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Climate Change

Guest Commentary: S.F. Mayor Breed Needs to Make a Real Effort to Reduce Car Emissions

10:02 AM PST on November 28, 2018

San Francisco 2020. Photo by Peter Ensrud, Ensrud Photography

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After reading the heart-wrenching stories from the Camp Fire and dealing with weeks of hazardous air quality in the Bay Area, I was shaken by the new reality of climate change. The release of the federal climate change report this past Friday added anger to my feelings of dread.

But the problem isn't just the climate change denier in the White House. It's also San Francisco's own Mayor London Breed.

In September, the mayor welcomed leaders from around the world to San Francisco for the Global Climate Action Summit. She released a brief climate plan with four commitments: Zero Waste, decarbonized buildings, 100 percent renewable energy, and green bonds.

What about emissions from cars?

All of the policies she talked about were previously announced by the city. Her calls for San Francisco to “go further” rang hollow since she did not commit to net-zero emissions for San Francisco by 2050. Our former mayor, Mark Farrell, committed to zero emissions this past April.

In fact, Mayor Breed has walked back San Francisco’s climate commitments.

Last year, SFMTA released a 74-page Transportation Sector Climate Action Strategy, which called for strong political leadership to help implement 24 specific recommendations. The plan covers a range of action areas, including transit, land use, complete streets, congestion pricing, and emerging technologies. If even a minority of these recommendations were implemented, San Francisco would see significant declines in its transportation emissions. Mayor Breed has not implemented a single recommendation from the report.

Mayor Breed did not commit to zero emissions because it would require a significant reduction in car use.

Because of the city's overdependence on cars, transportation is San Francisco’s largest source of greenhouse gases--at least 46 percent, according to SFMTA's report. Transportation emissions have grown by two percent since 2012, while emissions from buildings dropped twenty percent between 2012 and 2016, and 45 percent since 1990. Furthermore, the estimates of transportation emissions don't even include the impact of Uber and Lyft, which comprise fifteen percent of intra-San Francisco vehicle trips.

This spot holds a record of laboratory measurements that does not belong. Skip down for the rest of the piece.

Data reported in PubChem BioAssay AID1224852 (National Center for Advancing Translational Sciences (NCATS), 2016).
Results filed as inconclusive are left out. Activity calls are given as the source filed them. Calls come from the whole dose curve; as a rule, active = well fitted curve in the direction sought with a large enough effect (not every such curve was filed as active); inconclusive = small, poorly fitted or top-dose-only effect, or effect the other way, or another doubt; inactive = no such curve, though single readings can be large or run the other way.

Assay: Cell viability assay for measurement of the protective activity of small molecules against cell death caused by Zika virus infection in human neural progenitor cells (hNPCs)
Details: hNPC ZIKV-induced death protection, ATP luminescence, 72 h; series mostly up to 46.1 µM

The Mayor has mentioned converting all Muni buses to zero-emissions by 2035. But Muni buses only contribute two percent of transportation emissions, and this commitment was already made by our previous mayor, Mark Farrell.

The mayor expedited infill housing, called for more reliable transit, and sped up four Vision Zero streetscape projects. However, she has no position on congestion pricing and calls for further studies even though SFCTA has been studying the question for a decade. She has never mentioned a citywide protected bicycle network. She’s done little to unblock the roll-outs of emerging technologies such as bike and scooter shares. She has no plan to effectively price parking or limit new parking construction. She’s ignored Better Market Street, a project that is crucial to increasing transit and bicycle ridership.

Could some of this come from her personal preference for driving?

San Franciscans extol our city’s progressive values. But if even our city is not serious about eliminating greenhouse gas emissions from the biggest single emitter, cars, what hope is there for our country to ever fight climate change?

Mayor Breed needs to show bold leadership to cost-effectively cut San Francisco’s emissions. The city can survive, and flourish, with more bikes, more scooters, better transit, and fewer cars.

Kyle Grochmal is a San Francisco street and bicycle safety advocate who is active with People Protected Bike Lanes. He works full-time at a technology company and frequently posts on Twitter @KCGrock.

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